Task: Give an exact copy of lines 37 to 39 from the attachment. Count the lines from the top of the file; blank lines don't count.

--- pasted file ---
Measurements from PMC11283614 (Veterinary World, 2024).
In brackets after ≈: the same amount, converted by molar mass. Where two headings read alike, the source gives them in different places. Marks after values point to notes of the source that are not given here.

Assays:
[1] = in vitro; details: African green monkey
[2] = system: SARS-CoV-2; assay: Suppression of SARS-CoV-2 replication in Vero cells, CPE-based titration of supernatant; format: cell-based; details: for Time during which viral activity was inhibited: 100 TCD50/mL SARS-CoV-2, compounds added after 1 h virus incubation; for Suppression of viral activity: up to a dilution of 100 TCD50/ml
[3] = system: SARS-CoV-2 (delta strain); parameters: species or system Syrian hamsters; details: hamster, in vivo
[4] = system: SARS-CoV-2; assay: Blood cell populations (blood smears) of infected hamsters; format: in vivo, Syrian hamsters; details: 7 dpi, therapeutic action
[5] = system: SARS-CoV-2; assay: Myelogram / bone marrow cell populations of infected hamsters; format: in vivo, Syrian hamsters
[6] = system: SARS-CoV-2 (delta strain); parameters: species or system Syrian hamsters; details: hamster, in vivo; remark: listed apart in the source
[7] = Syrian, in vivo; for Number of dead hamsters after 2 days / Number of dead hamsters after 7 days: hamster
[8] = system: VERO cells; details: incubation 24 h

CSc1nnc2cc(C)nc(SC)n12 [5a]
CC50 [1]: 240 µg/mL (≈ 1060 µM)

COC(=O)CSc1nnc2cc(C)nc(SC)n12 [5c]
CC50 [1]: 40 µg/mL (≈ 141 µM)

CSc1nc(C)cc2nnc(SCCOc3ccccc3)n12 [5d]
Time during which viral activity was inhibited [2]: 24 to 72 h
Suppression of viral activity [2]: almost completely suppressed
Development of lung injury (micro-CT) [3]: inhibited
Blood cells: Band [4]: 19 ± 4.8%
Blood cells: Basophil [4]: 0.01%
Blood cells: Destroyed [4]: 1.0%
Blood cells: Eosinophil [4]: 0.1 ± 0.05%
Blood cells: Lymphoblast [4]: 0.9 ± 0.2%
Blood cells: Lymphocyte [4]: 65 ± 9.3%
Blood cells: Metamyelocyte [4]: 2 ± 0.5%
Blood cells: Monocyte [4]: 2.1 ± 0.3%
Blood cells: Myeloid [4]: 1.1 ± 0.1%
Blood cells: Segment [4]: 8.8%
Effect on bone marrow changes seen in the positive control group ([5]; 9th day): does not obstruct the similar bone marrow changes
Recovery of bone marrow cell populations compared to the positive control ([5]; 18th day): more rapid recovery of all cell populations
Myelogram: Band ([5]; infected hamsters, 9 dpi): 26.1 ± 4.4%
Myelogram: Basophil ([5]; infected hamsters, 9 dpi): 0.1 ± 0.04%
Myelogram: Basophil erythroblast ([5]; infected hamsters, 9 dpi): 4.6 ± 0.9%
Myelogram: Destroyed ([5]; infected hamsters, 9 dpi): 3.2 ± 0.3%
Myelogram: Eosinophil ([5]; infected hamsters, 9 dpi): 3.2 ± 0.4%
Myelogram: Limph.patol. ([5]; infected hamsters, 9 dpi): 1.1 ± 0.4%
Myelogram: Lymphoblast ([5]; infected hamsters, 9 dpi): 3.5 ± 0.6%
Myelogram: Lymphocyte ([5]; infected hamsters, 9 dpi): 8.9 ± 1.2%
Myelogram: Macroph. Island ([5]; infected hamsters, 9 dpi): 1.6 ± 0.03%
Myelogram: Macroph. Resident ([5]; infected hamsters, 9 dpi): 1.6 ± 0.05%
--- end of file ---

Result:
Myelogram: Limph.patol. ([5]; infected hamsters, 9 dpi): 1.1 ± 0.4%
Myelogram: Lymphoblast ([5]; infected hamsters, 9 dpi): 3.5 ± 0.6%
Myelogram: Lymphocyte ([5]; infected hamsters, 9 dpi): 8.9 ± 1.2%